The Boeing Company, the world’s largest aerospace company and leading manufacturer of commercial jetliners, defense, space and security systems, has remained a tradition of aerospace leadership and innovation for over 100 years. With such a long history you may wonder where and how The Boeing Company and William Boeing, the company’s founder, first began.
In 1915 after crashing a Glenn Martin “Flying Birdcage” seaplane, Boeing realized he could combine efforts with his close friend and navy engineer, Cdr. George Conrad Westervelt to design and construct the B&W Seaplane. Next, Boeing incorporated Pacific Aero Products Co., which was renamed The Boeing Airplane Company. During this time he sent 2 new Model C’s to the Navy. They loved the design and ordered 50 more to use for WWI training, allowing Boeing the first break he needed to move to a larger facility.
The next break for Boeing came in 1923 when he entered a contest against Curtiss to develop a U.S. Army Air Service pursuit fighter. Although Curtiss finished first and was awarded the contract, Boeing continued to develop its own model, the PW-9 fighter which went on to make Boeing the leading manufacturer of fighters over the next decade.
During the 1930’s Boeing reached several milestones. They created their first passenger plane, joined with Pacific Air Transport, and changed their name to United Aircraft and Transport Corporation. Their Model 40 mail plane won the U.S. Post Office’s contract. Unfortunately, shortly thereafter the Air Mail Act of 1934 forced the company to split into three smaller entities. The split caused William Boeing to sell off his shares leaving Clairmont “Claire” L. Egtvedt as President and Chairman.
Throughout the 1940’s the company was changing and building bigger planes. The Boeing 314 Clipper took its first transoceanic flight as the world’s largest civil aircraft. They also completed the Model 307 Stratoliner which was based off the B-17 Bomber used during WWII. Throughout the war Boeing cooperated with other aircraft companies to produce over 350 planes each month and they became a large employer of women workers whose husbands had gone to war.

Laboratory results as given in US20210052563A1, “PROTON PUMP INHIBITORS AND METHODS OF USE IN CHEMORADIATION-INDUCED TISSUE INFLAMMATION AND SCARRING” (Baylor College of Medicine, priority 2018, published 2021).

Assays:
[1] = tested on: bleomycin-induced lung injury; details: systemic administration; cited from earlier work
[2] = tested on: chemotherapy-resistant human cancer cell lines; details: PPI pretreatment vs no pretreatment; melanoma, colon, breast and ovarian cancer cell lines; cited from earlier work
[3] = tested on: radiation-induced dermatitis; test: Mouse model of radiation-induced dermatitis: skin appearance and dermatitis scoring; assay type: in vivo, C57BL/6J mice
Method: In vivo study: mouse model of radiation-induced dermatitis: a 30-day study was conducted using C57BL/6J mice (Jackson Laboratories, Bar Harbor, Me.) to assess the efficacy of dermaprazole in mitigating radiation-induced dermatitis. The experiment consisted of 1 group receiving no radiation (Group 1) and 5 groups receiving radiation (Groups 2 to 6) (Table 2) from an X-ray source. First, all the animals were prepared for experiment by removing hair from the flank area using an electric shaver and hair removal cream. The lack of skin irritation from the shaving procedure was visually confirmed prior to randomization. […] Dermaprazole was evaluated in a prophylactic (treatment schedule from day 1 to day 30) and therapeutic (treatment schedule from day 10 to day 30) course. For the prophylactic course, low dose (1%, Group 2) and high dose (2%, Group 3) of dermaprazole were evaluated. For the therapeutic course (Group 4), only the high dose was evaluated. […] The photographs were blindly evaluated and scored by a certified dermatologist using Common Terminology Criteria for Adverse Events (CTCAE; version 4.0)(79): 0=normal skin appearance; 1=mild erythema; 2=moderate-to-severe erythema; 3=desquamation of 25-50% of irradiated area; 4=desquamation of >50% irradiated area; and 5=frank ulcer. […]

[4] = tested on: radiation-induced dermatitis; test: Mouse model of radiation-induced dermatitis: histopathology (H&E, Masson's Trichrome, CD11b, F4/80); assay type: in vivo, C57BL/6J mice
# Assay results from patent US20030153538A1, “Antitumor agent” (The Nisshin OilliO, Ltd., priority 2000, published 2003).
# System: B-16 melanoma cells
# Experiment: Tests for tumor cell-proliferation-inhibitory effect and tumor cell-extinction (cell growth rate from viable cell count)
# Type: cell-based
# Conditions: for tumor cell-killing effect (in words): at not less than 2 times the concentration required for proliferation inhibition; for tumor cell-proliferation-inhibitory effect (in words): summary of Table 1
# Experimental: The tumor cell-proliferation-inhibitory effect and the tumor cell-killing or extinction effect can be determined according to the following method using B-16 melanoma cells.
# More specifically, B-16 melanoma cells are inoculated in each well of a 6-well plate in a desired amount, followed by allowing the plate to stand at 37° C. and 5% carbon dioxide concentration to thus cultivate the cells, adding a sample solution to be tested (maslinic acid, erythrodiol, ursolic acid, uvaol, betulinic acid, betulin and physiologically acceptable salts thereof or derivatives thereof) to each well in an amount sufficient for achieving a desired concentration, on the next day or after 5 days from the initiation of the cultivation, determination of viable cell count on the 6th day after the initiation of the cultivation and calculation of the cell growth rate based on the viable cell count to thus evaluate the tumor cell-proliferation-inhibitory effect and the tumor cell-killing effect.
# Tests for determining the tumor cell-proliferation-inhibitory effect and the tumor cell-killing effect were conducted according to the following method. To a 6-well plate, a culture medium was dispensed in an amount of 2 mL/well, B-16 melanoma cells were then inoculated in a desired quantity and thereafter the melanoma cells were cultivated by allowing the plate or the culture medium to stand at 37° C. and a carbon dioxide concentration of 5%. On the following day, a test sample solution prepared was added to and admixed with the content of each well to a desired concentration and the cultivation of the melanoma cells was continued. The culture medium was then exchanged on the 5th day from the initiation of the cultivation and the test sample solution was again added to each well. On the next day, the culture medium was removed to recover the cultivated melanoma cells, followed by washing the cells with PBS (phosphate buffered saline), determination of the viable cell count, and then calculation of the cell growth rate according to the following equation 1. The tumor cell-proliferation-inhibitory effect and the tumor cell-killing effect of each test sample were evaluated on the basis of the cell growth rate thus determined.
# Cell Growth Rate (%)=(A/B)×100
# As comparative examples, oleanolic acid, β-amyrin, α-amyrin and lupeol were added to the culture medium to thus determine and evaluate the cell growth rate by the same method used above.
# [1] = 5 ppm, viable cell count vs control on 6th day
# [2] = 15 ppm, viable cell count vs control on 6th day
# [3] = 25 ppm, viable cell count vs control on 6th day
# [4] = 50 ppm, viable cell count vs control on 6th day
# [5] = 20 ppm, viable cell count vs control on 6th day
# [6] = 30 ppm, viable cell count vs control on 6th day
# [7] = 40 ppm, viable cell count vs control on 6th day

After the war Boeing adapted its strategies to sell military derivatives of their Stratocruiser like the C-97 and KC-97. They became a major producer of small turbine engines during the 1950s and 1960s as an effort to expand their product base past military aircrafts after WWII.
In 1970, the first 747 took its first commercial flight with Pan American World Airways, changing the airline industry by offering a larger seating capacity than any other airliner. A plant the size of 40 football fields was needed for its production.
By the 1980’s Boeing’s commercial aircraft and military versions had become basic equipment of airlines and air forces. As the numbers of passengers increased, Boeing developed new models with higher capacities to compete with other manufacturers. They also participated with work on the space shuttle and became a contractor for the International Space Station program.
In 1994 Boeing introduced the most modern commercial jet airliner of its time, the 777. It was the first airliner entirely created by computer-aided design techniques and was an important milestone in their history. Boeing later released several revamped versions of its 737, one of which became the fastest-selling version of the 737 in history.
Entering a new millennium, Boeing decided to expand its presence in aerospace and satellite communications by purchasing Hughes Electronics, the original pioneers of satellite communications. In recent years, they’ve entered several joint ventures allowing them to complete more projects for notable institutions like NASA and the U.S. Navy.
From crashed seaplanes to International Space Station contracting, Boeing has come a very long way. They’ve evolved whenever needed to truly become a premier aerospace manufacturer. MSP Aviation, Inc, in Bloomington, Indiana is a distributor of Boeing parts with over a decade of business relations. They’re proud to offer the finest commercially manufactured products to their clients and are eager to see Boeing continue to adapt and introduce new and improved products.